With regard to the circularly polarized 3-D image systems, to present a stereoscopic picture, two images are projected superimposed onto the same screen through circular polarizing filters of opposite handedness. The viewer wears eyeglasses, which contain a pair of analyzing filters (circular polarizers mounted in reverse) of opposite handedness. Light that is of left-circular polarization is extinguished by the right-handed analyzer; while right right-circularly polarized light is extinguished by the left-handed analyzer. The result is similar to that of stereoscopic viewing using linearly polarized glasses, except the viewer can tilt his or her head and still maintain left/right separation. Lipton, in U.S. Pat. No. 4,792,850, uses electronically driven circular polarizers that alternate between left and right handedness, and do so in synchronization with the left or right image being displayed by the movie projector. Direct view displays may also be used to encode the polarization states for different eyes, for example, by having alternate pixels of polarization encoded. Another possibility is when a single display or projector creates alternate right/left eye images that are actively encoded using a polarization switch, such as that disclosed in commonly-assigned patent application Ser. No. 11/424,087, entitled “Achromatic Polarization Switches” filed Jun. 14, 2006, which is hereby incorporated by reference.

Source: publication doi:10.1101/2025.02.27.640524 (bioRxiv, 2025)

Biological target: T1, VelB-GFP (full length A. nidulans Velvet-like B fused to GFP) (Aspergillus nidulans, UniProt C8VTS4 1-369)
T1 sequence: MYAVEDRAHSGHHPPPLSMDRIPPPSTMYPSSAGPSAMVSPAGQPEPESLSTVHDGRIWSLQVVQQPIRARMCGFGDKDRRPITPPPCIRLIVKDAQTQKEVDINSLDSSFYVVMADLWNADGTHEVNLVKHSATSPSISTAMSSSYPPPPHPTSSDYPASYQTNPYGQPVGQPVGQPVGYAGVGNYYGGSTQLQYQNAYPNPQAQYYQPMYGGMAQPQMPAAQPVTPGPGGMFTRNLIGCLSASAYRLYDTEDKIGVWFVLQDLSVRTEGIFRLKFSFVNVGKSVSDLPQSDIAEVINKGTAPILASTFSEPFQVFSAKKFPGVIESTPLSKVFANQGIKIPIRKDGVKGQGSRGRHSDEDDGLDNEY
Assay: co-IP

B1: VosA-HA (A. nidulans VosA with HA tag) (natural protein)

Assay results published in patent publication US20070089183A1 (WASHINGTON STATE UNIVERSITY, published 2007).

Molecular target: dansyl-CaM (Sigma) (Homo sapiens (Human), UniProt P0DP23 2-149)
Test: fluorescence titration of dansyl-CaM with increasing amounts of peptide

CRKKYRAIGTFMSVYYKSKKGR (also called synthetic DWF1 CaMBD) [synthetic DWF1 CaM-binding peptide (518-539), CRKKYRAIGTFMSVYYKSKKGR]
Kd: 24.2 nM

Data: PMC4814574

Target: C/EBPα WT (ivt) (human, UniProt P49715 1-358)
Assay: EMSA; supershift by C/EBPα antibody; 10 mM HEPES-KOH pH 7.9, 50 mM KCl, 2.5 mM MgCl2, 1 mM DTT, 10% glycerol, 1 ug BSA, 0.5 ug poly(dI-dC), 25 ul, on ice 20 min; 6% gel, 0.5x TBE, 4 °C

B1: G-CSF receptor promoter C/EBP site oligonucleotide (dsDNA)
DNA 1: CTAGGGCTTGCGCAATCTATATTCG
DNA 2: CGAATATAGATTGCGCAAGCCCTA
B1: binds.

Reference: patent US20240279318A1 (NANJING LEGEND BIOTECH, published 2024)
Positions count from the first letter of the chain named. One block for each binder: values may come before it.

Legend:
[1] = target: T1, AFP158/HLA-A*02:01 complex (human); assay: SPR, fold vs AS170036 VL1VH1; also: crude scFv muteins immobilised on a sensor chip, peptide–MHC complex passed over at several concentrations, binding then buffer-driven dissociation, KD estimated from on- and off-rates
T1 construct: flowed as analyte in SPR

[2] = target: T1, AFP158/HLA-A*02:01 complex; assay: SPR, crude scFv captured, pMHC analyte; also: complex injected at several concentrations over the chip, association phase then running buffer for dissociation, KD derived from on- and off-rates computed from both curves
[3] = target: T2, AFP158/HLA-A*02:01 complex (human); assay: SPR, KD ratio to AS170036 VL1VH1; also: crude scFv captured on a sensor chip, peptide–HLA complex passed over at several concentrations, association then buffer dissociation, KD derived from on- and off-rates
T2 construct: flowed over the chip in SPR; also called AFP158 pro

Polarized motion pictures have been around since the middle of the twentieth century. In order to watch such a movie, the viewer is usually given a pair of paper or plastic polarization glasses to wear to watch the show. However, such glasses can be expensive to produce, and offer a relatively low performance, which can cause the viewer to incur eye strain, headaches, and generally a negative perception of stereoscopic imagery. Accordingly, it would be desirable to have a method and apparatus for producing high performance and low-cost stereoscopic eyewear.
Disclosed herein are stereoscopic eyewear, methods and systems for manufacturing the same that address the above needs and others. The stereoscopic eyewear includes right- and left-eye filters for analyzing stereoscopically-encoded polarized light. The filters are made using a roll-type polarizer having an absorption axis. A polymer alignment layer is deposited on a portion of the roll-type polarizer. A liquid crystal polymer (LCP) layer is deposited on the polymer alignment layer. The polymer alignment and LCP layers provide at least one retarder having an optic axis at a predetermined angle to the absorption axis of the roll-type polarizer. Described embodiments herein include a polymer alignment layer that may include at least one of a linearly photopolymizerable polymer (LPP), a brushed or rolled polyimide.